We are at a point in history where we must determine whether we can or cannot mobilize the forces necessary to achieve a free intl and domestic society, i. e. we cannot blithely urge the effort unless we believe it can be successful.
(somewhere in 1963)
Jefferson denounced an aristocracy of birth in favor of an aristocracy of talents; instead of either, we have gotten an aristocracy of activism. Whosoever works energetically and persistently enough towards a post will achieve an approximation to it.
"Test of the Astronaut"
on the discrepancy between the myth and the accomplishment
cf. Lindbergh, etc.
Little independence, little of what I am except the enjoyer of experience. But I must submit to the greatest test = to take properly the gap between what I am and what people think I am and make me be..
Dewey et al. insist upon the origins of thought in the facing of obstructions and frustration. One great thought is, of course, God. Is it not possible that the idea of God came about as the result of cosmic catastrophe rather than developing out of minute uniform changes in the course of ages? I conceive it not only as possible, but as likely, that man would have a) not evolved and b) evolved but slowly in his social thoughts if he had not been subjected to some immense force that literally created him as Man.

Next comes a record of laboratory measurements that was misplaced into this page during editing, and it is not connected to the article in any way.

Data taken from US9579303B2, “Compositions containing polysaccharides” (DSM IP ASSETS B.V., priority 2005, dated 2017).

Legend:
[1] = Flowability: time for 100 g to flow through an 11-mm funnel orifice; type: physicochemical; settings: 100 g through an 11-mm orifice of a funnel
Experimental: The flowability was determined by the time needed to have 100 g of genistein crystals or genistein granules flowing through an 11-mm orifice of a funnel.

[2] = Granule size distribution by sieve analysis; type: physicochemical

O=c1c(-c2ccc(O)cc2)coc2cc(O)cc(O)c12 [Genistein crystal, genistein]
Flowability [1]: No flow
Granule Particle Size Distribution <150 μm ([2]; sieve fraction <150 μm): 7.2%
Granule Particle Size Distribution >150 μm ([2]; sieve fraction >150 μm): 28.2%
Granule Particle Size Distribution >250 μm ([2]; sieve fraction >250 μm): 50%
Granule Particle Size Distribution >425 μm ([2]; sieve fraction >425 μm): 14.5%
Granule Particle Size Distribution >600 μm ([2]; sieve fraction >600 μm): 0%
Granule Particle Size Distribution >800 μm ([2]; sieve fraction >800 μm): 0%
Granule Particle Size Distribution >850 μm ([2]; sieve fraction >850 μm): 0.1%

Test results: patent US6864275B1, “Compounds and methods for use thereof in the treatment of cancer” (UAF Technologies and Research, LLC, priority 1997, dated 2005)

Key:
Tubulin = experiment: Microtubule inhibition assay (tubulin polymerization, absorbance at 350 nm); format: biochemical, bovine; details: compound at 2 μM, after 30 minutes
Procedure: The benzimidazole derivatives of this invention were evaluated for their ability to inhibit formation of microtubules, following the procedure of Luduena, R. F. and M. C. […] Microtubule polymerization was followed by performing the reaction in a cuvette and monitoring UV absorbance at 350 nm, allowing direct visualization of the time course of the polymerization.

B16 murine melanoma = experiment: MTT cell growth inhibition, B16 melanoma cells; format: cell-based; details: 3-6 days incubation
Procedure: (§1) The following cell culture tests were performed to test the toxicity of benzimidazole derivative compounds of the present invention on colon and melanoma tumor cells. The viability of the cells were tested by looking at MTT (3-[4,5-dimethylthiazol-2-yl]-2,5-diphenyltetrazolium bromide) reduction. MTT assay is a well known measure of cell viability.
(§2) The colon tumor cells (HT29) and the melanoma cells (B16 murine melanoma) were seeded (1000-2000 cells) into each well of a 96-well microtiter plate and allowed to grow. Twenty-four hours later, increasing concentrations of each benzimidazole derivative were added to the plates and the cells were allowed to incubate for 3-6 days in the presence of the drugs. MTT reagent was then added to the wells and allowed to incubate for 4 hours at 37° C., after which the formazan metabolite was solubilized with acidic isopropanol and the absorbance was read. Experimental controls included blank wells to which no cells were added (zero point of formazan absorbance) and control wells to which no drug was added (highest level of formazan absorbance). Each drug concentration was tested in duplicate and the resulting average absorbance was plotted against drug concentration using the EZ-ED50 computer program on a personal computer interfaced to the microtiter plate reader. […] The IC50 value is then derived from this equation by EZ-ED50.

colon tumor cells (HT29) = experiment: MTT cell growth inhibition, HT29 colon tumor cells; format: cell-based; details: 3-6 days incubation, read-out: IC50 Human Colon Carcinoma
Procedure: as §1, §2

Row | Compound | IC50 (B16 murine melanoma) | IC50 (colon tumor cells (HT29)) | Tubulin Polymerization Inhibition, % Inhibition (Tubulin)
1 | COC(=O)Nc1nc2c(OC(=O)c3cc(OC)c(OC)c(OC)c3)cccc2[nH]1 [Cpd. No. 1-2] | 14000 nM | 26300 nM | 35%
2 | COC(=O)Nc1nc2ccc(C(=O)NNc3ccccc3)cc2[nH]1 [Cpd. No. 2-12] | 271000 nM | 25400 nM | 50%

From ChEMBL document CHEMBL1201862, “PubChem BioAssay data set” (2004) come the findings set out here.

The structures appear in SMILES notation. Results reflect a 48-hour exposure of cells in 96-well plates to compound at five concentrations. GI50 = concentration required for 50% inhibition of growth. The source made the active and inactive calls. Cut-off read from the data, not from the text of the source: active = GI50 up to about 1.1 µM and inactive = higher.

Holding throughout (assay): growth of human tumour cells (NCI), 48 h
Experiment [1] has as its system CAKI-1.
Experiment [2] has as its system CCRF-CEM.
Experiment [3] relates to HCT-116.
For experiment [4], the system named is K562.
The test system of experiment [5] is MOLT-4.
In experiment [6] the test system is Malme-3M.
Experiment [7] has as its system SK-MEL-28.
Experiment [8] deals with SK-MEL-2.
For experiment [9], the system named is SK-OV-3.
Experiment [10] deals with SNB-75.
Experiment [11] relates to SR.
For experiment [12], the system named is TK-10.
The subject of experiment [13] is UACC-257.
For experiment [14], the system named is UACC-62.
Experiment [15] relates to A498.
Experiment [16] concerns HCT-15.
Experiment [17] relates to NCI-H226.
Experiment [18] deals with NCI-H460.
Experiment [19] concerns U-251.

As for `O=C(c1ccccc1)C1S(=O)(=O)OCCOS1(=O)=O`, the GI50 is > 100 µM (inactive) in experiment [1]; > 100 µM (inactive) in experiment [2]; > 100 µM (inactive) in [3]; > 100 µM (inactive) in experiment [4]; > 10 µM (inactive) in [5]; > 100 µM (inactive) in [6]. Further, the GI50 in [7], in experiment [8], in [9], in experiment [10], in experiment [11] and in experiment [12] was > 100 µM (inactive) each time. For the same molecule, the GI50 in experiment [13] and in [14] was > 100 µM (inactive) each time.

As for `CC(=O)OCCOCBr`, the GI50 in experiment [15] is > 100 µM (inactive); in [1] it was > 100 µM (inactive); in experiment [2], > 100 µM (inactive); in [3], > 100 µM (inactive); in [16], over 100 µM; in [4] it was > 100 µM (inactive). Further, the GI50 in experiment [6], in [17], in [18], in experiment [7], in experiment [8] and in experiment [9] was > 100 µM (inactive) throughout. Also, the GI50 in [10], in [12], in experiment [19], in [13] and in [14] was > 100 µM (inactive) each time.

Cf. mushroom experiments where a possible retraction of experience may be occurring. There is certainly an immense burst in the head along with the "intensifying of religiousness."
Art as man's only complete work.
Death, misfortune, miscalculation, etc. all prevent closure.
Therefore :The adoration of art
The weak point of theories of incomplete art - modern (and ancient) too.